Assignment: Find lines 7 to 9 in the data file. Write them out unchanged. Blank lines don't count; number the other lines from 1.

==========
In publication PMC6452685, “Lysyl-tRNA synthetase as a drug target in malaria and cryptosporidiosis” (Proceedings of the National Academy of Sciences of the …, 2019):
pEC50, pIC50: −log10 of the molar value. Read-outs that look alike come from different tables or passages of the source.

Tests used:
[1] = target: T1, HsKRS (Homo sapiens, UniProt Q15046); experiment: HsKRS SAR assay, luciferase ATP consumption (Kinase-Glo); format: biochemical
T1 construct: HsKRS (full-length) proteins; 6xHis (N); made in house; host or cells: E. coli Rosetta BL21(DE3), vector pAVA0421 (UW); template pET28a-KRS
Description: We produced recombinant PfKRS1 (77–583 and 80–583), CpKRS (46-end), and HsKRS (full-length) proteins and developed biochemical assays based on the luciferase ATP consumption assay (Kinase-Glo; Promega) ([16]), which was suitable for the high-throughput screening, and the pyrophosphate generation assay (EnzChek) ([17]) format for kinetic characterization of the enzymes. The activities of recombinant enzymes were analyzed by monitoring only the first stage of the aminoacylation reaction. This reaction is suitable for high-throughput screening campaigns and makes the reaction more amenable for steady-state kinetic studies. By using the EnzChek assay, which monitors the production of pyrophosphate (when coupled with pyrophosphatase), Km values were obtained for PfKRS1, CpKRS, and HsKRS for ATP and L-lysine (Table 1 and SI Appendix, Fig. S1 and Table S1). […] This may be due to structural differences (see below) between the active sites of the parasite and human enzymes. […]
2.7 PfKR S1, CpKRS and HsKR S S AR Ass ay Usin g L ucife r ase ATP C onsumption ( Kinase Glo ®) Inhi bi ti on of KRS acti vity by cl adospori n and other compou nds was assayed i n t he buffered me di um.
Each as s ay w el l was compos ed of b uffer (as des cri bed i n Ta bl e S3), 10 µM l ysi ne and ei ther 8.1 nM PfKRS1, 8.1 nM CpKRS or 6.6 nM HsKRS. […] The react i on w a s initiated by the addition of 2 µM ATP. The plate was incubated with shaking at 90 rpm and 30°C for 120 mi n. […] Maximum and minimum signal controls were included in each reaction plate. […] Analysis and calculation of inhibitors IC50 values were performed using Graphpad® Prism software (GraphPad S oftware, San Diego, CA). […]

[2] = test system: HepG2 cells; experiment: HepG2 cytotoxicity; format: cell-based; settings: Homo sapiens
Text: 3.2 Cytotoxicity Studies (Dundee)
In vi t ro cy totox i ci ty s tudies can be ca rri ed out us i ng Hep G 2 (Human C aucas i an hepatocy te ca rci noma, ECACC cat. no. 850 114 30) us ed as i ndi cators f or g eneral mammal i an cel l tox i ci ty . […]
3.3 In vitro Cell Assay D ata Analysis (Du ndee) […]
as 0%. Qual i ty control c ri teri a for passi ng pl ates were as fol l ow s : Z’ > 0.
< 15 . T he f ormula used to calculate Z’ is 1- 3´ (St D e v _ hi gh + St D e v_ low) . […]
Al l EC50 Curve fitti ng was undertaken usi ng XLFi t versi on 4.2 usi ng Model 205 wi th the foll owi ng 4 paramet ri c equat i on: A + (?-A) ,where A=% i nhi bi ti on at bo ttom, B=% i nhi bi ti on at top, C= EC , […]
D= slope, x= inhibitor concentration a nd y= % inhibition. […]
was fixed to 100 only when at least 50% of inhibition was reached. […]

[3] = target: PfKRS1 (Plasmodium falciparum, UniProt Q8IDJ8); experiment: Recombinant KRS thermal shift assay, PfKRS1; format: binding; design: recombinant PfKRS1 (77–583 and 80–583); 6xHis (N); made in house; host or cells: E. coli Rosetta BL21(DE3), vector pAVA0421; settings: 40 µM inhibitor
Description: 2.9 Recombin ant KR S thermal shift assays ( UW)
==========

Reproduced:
2.7 PfKR S1, CpKRS and HsKR S S AR Ass ay Usin g L ucife r ase ATP C onsumption ( Kinase Glo ®) Inhi bi ti on of KRS acti vity by cl adospori n and other compou nds was assayed i n t he buffered me di um.
Each as s ay w el l was compos ed of b uffer (as des cri bed i n Ta bl e S3), 10 µM l ysi ne and ei ther 8.1 nM PfKRS1, 8.1 nM CpKRS or 6.6 nM HsKRS. […] The react i on w a s initiated by the addition of 2 µM ATP. The plate was incubated with shaking at 90 rpm and 30°C for 120 mi n. […] Maximum and minimum signal controls were included in each reaction plate. […] Analysis and calculation of inhibitors IC50 values were performed using Graphpad® Prism software (GraphPad S oftware, San Diego, CA). […]

[2] = test system: HepG2 cells; experiment: HepG2 cytotoxicity; format: cell-based; settings: Homo sapiens